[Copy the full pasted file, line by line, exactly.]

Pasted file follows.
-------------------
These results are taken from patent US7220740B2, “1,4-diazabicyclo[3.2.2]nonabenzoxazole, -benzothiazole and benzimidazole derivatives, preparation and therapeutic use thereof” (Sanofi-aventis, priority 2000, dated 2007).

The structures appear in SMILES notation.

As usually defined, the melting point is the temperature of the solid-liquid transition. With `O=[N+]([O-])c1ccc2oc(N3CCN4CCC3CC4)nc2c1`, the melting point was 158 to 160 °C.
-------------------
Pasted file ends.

These results are taken from patent US7220740B2, “1,4-diazabicyclo[3.2.2]nonabenzoxazole, -benzothiazole and benzimidazole derivatives, preparation and therapeutic use thereof” (Sanofi-aventis, priority 2000, dated 2007).

The structures appear in SMILES notation.

As usually defined, the melting point is the temperature of the solid-liquid transition. With `O=[N+]([O-])c1ccc2oc(N3CCN4CCC3CC4)nc2c1`, the melting point was 158 to 160 °C.